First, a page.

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Barrett dissented in the case of a Wisconsin man who admitted that he fatally shot his wife seven times but argued that he had been provoked, making his crime second-degree homicide instead of first-degree homicide, which carries a higher penalty.

A federal judge reviewed the provoking claim in a pretrial hearing without prosecutors present and without allowing the lawyer of defendant Scott Schmidt to speak. The judge rejected Schmidt’s claim of provocation, and he was convicted of first-degree homicide and sentenced to life in prison. However, a 7th Circuit panel overturned that decision, saying that Schmidt had been denied his Sixth Amendment right to counsel.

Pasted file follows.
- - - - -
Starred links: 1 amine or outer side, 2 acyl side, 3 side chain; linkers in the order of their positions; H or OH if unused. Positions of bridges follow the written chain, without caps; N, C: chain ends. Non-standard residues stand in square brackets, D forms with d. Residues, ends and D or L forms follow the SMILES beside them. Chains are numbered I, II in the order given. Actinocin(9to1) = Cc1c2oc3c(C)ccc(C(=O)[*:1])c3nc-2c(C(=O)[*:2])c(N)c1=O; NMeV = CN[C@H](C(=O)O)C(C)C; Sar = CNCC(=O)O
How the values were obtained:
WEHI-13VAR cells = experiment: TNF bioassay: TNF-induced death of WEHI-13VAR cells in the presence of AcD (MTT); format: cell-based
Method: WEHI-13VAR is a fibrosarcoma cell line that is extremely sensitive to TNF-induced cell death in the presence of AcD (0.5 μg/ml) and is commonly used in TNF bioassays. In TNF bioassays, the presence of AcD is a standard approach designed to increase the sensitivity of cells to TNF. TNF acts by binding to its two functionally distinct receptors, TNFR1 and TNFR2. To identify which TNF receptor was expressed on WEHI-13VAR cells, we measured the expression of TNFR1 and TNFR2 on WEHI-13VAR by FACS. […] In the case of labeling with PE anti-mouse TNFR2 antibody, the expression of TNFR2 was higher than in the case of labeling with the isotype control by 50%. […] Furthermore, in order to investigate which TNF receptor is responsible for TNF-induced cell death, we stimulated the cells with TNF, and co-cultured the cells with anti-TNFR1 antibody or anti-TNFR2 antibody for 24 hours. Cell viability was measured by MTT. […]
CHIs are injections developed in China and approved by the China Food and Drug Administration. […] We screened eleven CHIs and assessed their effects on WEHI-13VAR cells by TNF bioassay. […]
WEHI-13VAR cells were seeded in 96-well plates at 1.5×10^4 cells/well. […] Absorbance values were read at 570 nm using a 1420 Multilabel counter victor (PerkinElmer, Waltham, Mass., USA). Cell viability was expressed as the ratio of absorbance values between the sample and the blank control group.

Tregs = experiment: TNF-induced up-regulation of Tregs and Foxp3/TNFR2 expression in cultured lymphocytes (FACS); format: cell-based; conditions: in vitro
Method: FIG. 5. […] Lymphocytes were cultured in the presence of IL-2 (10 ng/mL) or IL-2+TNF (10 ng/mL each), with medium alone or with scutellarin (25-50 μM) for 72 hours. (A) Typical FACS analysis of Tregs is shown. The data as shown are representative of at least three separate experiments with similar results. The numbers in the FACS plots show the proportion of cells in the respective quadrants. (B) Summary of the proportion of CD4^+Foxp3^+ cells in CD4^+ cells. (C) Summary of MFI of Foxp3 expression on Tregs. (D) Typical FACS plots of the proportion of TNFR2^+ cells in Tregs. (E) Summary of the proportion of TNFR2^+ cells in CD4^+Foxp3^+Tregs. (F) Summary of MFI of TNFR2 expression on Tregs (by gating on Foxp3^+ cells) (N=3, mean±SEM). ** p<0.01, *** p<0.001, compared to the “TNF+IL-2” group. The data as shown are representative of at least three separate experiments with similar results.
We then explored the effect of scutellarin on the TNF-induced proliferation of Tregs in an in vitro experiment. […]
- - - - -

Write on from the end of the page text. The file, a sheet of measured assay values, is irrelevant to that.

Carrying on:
Barrett, in her dissent, disagreed that the pretrial hearing where the judge questioned Schmidt about his provocation claim was a situation that required Schmidt’s lawyer and said the Supreme Court has never extended the right to counsel outside an adversarial proceeding.

The Supreme Court’s “’critical stage’ precedent deals exclusively with adversarial confrontations between the defendant and an agent of the state,” she said.

She added: “Perhaps the right to counsel should extend to a hearing like the one the judge conducted in Schmidt’s case. But (federal law) precludes us from disturbing a state court’s judgment on the ground that a state court decided an open question differently than we would — or, for that matter, differently than we think the (Supreme) Court would.”

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